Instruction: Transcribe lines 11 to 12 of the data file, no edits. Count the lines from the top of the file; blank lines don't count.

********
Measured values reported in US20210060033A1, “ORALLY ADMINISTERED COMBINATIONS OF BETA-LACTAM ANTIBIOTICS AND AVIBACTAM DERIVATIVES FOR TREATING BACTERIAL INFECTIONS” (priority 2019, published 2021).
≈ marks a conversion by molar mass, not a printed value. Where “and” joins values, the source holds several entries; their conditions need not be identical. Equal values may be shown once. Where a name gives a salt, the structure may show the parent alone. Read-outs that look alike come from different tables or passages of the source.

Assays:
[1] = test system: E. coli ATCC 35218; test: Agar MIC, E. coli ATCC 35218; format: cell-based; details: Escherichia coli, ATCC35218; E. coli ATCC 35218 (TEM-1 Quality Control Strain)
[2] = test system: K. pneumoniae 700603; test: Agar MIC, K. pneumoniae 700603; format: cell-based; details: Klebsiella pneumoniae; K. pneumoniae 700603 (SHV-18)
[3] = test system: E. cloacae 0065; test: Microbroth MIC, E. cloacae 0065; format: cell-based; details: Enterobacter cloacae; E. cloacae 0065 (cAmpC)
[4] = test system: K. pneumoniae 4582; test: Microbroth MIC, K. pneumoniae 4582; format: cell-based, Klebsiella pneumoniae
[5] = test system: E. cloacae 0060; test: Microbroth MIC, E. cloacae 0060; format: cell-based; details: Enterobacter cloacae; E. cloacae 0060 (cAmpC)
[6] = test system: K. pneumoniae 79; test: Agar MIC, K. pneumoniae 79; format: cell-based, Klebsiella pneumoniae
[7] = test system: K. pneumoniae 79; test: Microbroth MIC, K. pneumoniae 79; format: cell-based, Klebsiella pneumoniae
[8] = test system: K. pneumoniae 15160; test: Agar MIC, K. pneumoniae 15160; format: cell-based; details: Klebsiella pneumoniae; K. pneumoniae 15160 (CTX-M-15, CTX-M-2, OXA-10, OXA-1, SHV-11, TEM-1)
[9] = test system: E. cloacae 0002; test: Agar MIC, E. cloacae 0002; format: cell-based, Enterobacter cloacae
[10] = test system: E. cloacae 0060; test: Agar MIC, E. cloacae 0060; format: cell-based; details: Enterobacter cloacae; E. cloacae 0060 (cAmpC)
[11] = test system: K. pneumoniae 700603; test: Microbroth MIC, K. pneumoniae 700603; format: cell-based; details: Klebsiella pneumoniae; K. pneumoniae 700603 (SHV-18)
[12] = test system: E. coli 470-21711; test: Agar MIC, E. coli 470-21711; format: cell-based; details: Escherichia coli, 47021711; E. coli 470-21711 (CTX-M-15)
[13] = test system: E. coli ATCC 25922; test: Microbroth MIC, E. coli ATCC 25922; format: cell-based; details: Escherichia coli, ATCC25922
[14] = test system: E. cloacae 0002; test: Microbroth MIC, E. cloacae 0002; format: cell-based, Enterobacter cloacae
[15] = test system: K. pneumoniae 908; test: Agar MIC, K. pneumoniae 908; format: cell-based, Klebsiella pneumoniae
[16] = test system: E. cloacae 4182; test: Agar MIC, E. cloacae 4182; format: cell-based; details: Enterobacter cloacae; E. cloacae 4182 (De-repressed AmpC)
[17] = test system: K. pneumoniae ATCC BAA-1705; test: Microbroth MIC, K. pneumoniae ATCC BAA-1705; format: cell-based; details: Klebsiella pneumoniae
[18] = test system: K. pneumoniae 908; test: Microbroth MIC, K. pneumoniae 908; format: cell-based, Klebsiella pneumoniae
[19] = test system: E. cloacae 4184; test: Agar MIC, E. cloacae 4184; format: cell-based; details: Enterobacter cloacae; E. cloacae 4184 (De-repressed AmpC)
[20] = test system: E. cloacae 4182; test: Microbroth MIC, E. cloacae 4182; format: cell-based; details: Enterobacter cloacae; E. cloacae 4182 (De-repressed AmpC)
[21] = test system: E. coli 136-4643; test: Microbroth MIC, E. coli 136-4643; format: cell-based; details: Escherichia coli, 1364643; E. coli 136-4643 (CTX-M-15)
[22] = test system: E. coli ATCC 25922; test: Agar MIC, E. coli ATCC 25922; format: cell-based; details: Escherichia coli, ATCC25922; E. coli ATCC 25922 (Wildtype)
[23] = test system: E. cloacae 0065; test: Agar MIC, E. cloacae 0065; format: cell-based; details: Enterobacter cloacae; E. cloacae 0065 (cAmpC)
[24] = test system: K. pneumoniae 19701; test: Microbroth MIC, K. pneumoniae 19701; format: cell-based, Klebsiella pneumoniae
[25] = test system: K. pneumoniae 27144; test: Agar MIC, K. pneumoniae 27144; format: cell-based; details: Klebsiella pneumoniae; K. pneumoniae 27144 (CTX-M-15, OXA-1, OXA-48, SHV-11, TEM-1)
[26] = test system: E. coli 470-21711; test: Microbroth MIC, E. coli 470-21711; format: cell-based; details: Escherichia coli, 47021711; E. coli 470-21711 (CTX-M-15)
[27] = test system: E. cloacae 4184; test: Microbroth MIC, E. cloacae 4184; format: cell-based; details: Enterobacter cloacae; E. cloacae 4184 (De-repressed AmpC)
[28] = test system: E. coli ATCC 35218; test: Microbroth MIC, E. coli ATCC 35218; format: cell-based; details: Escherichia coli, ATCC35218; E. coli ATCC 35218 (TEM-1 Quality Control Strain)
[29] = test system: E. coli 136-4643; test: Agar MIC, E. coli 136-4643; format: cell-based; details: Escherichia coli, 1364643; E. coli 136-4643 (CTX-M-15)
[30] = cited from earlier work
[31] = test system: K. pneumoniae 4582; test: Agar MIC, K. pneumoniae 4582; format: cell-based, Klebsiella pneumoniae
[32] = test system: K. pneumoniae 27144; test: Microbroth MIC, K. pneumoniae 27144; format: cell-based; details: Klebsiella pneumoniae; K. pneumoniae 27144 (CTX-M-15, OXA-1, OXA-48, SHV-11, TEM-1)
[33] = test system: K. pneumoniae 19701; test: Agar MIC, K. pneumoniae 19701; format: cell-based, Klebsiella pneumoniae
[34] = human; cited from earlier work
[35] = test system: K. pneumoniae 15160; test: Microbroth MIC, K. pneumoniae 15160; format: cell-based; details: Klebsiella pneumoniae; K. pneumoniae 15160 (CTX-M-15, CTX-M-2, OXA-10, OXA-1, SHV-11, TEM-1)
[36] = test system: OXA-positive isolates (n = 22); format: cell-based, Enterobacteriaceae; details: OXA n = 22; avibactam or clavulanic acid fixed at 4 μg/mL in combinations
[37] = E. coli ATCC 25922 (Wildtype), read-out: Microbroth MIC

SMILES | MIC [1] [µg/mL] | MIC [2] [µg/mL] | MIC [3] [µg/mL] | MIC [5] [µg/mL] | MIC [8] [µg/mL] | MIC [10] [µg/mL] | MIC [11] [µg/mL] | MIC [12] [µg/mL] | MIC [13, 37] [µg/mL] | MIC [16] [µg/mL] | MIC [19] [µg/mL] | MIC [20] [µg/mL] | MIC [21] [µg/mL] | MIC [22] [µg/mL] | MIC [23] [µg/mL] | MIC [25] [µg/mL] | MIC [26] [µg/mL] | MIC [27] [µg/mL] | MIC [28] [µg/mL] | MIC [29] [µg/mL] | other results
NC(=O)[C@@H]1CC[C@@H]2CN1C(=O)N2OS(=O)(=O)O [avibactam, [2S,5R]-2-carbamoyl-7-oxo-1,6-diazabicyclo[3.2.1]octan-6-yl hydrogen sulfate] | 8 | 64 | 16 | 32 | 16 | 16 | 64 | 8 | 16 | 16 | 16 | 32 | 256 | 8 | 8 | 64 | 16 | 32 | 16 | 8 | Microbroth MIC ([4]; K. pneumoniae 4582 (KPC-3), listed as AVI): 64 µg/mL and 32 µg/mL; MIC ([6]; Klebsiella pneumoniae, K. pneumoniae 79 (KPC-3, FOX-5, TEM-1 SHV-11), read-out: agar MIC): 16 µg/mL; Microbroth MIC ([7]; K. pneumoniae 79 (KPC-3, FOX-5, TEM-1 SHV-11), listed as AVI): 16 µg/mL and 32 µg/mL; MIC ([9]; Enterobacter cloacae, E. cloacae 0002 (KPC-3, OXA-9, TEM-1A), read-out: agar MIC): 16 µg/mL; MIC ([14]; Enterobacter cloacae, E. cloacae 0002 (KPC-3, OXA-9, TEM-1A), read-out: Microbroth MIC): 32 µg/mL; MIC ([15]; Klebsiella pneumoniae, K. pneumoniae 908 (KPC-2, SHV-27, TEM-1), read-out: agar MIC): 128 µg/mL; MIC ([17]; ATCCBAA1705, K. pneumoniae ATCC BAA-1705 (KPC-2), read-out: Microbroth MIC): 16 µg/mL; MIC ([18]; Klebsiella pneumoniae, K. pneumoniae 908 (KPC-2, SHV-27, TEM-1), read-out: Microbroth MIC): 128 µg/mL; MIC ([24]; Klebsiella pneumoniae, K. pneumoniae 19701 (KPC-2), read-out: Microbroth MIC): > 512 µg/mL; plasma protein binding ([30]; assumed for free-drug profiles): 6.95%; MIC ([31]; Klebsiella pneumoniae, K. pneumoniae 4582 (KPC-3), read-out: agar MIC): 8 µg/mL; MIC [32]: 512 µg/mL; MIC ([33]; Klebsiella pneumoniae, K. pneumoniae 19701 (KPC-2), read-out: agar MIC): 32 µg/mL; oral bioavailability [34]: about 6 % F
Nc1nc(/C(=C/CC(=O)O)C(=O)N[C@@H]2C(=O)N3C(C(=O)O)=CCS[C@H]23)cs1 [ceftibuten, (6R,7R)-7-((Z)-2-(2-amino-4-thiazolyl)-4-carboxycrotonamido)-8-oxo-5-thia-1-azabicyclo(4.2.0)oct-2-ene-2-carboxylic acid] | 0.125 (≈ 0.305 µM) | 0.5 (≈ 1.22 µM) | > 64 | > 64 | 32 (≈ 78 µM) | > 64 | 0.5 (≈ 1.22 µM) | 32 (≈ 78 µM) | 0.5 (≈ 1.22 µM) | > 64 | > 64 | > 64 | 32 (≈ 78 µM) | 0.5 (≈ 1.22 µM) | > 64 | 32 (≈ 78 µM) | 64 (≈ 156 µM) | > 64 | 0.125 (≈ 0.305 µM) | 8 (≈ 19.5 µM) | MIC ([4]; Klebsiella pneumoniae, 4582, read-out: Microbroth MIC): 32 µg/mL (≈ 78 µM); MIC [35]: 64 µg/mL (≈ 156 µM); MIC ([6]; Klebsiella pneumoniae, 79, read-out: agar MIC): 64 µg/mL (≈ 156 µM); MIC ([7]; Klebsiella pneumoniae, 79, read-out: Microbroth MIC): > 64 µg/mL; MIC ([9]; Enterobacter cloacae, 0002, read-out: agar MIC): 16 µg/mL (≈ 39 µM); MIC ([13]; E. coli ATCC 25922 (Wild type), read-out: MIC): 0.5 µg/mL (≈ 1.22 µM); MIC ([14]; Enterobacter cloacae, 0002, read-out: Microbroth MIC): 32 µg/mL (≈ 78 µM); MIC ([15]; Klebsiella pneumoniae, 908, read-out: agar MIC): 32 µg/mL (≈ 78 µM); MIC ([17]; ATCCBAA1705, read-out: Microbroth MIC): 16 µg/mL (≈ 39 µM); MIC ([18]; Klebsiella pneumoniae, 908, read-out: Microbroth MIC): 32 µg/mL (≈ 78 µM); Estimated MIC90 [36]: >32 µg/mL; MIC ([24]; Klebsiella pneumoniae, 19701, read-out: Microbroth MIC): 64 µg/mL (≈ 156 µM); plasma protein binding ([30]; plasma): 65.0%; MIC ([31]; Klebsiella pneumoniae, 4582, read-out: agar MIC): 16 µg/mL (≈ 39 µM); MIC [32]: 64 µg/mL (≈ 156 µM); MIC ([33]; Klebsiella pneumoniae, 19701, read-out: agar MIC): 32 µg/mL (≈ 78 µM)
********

[8] = test system: K. pneumoniae 15160; test: Agar MIC, K. pneumoniae 15160; format: cell-based; details: Klebsiella pneumoniae; K. pneumoniae 15160 (CTX-M-15, CTX-M-2, OXA-10, OXA-1, SHV-11, TEM-1)
[9] = test system: E. cloacae 0002; test: Agar MIC, E. cloacae 0002; format: cell-based, Enterobacter cloacae